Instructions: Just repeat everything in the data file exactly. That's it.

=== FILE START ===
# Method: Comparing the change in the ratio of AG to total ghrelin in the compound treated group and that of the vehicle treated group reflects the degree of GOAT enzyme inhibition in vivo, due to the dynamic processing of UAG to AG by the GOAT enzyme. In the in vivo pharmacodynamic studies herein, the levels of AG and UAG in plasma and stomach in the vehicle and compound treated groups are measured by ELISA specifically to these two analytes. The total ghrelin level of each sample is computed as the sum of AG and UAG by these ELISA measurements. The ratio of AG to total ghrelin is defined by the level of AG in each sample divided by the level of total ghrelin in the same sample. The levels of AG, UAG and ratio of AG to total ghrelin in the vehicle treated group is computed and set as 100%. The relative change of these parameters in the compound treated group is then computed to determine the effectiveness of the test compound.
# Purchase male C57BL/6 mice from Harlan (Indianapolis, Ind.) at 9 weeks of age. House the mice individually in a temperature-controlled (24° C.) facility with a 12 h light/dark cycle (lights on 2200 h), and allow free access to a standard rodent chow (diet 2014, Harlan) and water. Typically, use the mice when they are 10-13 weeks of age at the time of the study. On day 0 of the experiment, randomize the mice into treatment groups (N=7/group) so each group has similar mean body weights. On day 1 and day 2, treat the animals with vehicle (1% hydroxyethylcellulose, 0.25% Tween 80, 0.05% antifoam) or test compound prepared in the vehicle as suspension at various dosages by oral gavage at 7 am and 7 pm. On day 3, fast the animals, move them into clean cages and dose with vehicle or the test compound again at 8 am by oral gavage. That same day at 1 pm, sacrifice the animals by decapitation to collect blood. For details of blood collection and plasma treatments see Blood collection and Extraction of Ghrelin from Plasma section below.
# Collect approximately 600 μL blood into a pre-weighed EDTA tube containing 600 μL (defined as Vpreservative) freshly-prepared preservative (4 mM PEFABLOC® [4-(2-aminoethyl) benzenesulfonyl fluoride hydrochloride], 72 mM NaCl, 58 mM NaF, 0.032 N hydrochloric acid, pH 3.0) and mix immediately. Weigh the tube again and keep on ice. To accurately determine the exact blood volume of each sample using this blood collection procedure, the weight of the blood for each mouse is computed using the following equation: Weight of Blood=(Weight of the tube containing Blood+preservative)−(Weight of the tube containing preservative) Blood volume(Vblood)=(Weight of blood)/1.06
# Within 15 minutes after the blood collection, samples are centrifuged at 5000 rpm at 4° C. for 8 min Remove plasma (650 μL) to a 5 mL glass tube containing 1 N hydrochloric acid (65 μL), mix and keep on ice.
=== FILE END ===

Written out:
# Method: Comparing the change in the ratio of AG to total ghrelin in the compound treated group and that of the vehicle treated group reflects the degree of GOAT enzyme inhibition in vivo, due to the dynamic processing of UAG to AG by the GOAT enzyme. In the in vivo pharmacodynamic studies herein, the levels of AG and UAG in plasma and stomach in the vehicle and compound treated groups are measured by ELISA specifically to these two analytes. The total ghrelin level of each sample is computed as the sum of AG and UAG by these ELISA measurements. The ratio of AG to total ghrelin is defined by the level of AG in each sample divided by the level of total ghrelin in the same sample. The levels of AG, UAG and ratio of AG to total ghrelin in the vehicle treated group is computed and set as 100%. The relative change of these parameters in the compound treated group is then computed to determine the effectiveness of the test compound.
# Purchase male C57BL/6 mice from Harlan (Indianapolis, Ind.) at 9 weeks of age. House the mice individually in a temperature-controlled (24° C.) facility with a 12 h light/dark cycle (lights on 2200 h), and allow free access to a standard rodent chow (diet 2014, Harlan) and water. Typically, use the mice when they are 10-13 weeks of age at the time of the study. On day 0 of the experiment, randomize the mice into treatment groups (N=7/group) so each group has similar mean body weights. On day 1 and day 2, treat the animals with vehicle (1% hydroxyethylcellulose, 0.25% Tween 80, 0.05% antifoam) or test compound prepared in the vehicle as suspension at various dosages by oral gavage at 7 am and 7 pm. On day 3, fast the animals, move them into clean cages and dose with vehicle or the test compound again at 8 am by oral gavage. That same day at 1 pm, sacrifice the animals by decapitation to collect blood. For details of blood collection and plasma treatments see Blood collection and Extraction of Ghrelin from Plasma section below.
# Collect approximately 600 μL blood into a pre-weighed EDTA tube containing 600 μL (defined as Vpreservative) freshly-prepared preservative (4 mM PEFABLOC® [4-(2-aminoethyl) benzenesulfonyl fluoride hydrochloride], 72 mM NaCl, 58 mM NaF, 0.032 N hydrochloric acid, pH 3.0) and mix immediately. Weigh the tube again and keep on ice. To accurately determine the exact blood volume of each sample using this blood collection procedure, the weight of the blood for each mouse is computed using the following equation: Weight of Blood=(Weight of the tube containing Blood+preservative)−(Weight of the tube containing preservative) Blood volume(Vblood)=(Weight of blood)/1.06
# Within 15 minutes after the blood collection, samples are centrifuged at 5000 rpm at 4° C. for 8 min Remove plasma (650 μL) to a 5 mL glass tube containing 1 N hydrochloric acid (65 μL), mix and keep on ice.